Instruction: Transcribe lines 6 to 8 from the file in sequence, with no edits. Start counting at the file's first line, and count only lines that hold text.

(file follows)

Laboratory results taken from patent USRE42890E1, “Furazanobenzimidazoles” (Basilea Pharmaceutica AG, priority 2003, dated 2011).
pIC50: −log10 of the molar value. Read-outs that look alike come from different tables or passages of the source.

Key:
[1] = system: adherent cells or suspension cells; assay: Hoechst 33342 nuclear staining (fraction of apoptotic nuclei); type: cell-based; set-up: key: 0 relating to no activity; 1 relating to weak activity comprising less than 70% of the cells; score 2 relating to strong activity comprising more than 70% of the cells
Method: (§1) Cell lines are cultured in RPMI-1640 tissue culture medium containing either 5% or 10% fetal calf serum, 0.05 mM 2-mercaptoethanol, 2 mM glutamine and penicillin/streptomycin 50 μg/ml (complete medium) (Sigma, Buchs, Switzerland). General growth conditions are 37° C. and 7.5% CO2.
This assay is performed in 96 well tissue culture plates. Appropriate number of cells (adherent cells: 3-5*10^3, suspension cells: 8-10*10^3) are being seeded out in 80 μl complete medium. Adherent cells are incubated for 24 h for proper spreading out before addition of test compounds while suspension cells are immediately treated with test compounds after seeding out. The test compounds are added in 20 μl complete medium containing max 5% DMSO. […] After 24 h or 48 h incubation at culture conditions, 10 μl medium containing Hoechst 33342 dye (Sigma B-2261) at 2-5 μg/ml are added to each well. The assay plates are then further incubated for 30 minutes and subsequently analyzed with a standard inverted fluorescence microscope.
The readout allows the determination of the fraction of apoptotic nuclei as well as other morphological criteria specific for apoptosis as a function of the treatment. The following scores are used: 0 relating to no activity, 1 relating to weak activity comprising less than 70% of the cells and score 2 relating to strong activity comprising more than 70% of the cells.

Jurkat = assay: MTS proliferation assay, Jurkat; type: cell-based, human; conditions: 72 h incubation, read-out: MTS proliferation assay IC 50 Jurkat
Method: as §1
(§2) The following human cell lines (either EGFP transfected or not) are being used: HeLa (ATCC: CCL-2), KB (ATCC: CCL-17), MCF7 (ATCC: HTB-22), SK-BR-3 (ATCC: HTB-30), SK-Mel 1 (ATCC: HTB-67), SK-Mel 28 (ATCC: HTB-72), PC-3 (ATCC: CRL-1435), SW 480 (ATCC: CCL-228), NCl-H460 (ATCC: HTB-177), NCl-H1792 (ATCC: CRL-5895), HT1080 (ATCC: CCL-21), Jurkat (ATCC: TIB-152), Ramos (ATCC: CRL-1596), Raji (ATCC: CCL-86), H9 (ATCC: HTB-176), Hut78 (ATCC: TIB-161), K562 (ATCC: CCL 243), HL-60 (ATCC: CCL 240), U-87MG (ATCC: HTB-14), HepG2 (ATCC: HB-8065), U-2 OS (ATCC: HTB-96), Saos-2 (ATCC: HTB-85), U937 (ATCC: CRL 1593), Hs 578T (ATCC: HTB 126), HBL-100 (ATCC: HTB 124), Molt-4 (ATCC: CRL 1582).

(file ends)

This assay is performed in 96 well tissue culture plates. Appropriate number of cells (adherent cells: 3-5*10^3, suspension cells: 8-10*10^3) are being seeded out in 80 μl complete medium. Adherent cells are incubated for 24 h for proper spreading out before addition of test compounds while suspension cells are immediately treated with test compounds after seeding out. The test compounds are added in 20 μl complete medium containing max 5% DMSO. […] After 24 h or 48 h incubation at culture conditions, 10 μl medium containing Hoechst 33342 dye (Sigma B-2261) at 2-5 μg/ml are added to each well. The assay plates are then further incubated for 30 minutes and subsequently analyzed with a standard inverted fluorescence microscope.
The readout allows the determination of the fraction of apoptotic nuclei as well as other morphological criteria specific for apoptosis as a function of the treatment. The following scores are used: 0 relating to no activity, 1 relating to weak activity comprising less than 70% of the cells and score 2 relating to strong activity comprising more than 70% of the cells.

Jurkat = assay: MTS proliferation assay, Jurkat; type: cell-based, human; conditions: 72 h incubation, read-out: MTS proliferation assay IC 50 Jurkat